"Software configuration management is practiced during all phases of the software life cycle, from initiation of development through software maintenance, and is responsible for ensuring that any changes during the development and maintenance processes are made in a controlled and complete manner... Configuration management contributes to software safety by ensuring that documentation and source code are updated only through a formal process." (NASA Software Safety Standard, NASA-STD-8719.13B)

The NASA Software Safety Guidebook describes the software configuration management (SCM) plan in this manner, "All software products, which includes far more than just code, must be configuration managed. Old files in a software build are a notorious problem, as are lost updates and other problems with changed files. The plan specifies what will be under configuration management (CM), what CM system will be used, and the process for moving an item into or out of the CM system."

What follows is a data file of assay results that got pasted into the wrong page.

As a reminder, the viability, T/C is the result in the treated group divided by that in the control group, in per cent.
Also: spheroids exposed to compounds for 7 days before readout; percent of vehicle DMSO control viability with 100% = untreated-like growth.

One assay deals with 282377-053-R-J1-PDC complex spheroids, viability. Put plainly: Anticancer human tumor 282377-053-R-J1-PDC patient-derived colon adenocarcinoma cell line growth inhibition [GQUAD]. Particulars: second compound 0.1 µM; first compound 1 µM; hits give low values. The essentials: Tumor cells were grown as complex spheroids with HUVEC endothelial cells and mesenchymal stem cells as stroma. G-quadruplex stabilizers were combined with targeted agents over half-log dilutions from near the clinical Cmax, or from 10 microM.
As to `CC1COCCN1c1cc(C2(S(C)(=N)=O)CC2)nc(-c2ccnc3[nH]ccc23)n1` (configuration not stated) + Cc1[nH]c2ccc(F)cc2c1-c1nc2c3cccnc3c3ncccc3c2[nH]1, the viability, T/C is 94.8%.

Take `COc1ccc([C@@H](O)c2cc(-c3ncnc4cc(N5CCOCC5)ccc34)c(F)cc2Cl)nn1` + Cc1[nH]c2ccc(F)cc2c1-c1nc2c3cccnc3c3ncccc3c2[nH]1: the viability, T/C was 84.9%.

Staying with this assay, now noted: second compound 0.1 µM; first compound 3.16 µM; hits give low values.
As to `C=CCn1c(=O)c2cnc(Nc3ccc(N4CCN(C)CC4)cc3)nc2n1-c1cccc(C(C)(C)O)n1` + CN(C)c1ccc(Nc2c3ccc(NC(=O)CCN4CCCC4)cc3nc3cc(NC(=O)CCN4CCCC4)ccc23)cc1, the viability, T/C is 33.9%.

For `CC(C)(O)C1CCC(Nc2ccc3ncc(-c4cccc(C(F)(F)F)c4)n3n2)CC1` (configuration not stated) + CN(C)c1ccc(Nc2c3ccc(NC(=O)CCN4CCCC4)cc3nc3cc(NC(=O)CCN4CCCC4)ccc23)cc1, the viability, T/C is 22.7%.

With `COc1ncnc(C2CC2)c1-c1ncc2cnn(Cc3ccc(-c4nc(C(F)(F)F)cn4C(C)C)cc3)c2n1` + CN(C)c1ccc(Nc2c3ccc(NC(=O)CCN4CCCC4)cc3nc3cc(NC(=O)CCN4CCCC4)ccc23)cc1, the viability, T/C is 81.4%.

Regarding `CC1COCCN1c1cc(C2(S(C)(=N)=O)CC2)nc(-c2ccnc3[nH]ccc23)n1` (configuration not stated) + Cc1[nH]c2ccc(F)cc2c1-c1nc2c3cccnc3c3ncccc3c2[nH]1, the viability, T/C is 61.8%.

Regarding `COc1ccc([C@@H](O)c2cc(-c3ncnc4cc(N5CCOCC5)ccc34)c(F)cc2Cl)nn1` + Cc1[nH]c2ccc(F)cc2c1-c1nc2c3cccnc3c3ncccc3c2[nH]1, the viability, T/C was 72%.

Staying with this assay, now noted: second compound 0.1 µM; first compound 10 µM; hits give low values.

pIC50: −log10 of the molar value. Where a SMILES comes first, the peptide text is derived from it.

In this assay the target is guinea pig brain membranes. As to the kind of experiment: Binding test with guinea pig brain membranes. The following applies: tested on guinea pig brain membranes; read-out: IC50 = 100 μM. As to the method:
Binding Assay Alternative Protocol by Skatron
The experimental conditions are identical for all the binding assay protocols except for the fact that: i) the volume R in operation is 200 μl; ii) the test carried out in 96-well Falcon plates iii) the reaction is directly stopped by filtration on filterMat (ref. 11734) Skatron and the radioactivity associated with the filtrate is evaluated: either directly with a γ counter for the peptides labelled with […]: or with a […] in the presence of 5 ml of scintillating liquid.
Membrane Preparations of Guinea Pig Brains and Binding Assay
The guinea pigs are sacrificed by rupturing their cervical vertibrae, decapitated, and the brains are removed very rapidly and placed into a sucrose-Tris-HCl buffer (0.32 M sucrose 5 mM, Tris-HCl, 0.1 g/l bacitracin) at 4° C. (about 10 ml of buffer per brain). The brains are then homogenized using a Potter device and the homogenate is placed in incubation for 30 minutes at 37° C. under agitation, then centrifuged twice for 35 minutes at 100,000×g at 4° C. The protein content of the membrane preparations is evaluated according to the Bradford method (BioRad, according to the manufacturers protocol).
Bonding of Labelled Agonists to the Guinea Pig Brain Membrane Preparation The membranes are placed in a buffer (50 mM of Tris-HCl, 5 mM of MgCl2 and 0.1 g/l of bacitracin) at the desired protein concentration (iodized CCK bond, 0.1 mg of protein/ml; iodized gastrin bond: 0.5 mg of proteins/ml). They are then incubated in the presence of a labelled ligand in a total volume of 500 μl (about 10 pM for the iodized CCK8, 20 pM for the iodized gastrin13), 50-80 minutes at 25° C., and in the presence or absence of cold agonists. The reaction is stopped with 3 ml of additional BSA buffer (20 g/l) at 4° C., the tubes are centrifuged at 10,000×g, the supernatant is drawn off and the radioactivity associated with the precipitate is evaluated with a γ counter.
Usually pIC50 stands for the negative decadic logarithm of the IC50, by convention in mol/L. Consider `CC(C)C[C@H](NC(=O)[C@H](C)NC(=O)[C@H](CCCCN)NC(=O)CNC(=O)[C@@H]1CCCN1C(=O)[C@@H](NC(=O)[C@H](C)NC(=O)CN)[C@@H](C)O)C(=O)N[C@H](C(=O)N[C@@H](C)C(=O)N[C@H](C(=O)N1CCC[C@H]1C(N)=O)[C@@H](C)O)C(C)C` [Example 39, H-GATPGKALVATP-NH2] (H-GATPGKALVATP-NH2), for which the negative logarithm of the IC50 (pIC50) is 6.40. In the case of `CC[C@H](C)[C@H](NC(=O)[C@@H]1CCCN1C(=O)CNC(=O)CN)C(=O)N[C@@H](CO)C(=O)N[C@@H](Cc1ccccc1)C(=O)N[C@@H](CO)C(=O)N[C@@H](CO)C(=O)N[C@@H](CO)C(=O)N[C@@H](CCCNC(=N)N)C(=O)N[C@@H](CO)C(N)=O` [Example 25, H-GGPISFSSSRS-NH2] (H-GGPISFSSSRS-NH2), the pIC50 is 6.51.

Given that configuration management occurs throughout the project life cycle and is critical to controlling and tracking all elements of the project, having a plan in place ensures that the team is informed of and performs all necessary and required configuration management tasks.  Development of the SCM plan provides the opportunity for stakeholders to give input and assist with the documentation and tailoring of the planned configuration management activities for the project. 

The SCM plan has both internal and external uses.  Internally, it is used within the project to guide, monitor, and measure the overall CM process. It describes both the CM activities planned for future acquisition phases and the schedule for implementing those activities.  Externally, the SCM plan is used to communicate the CM process to the contractors involved in the program. It establishes consistent CM processes and working relationships. (NASA Systems Engineering Handbook, NASA/SP-2007-6105, Rev1)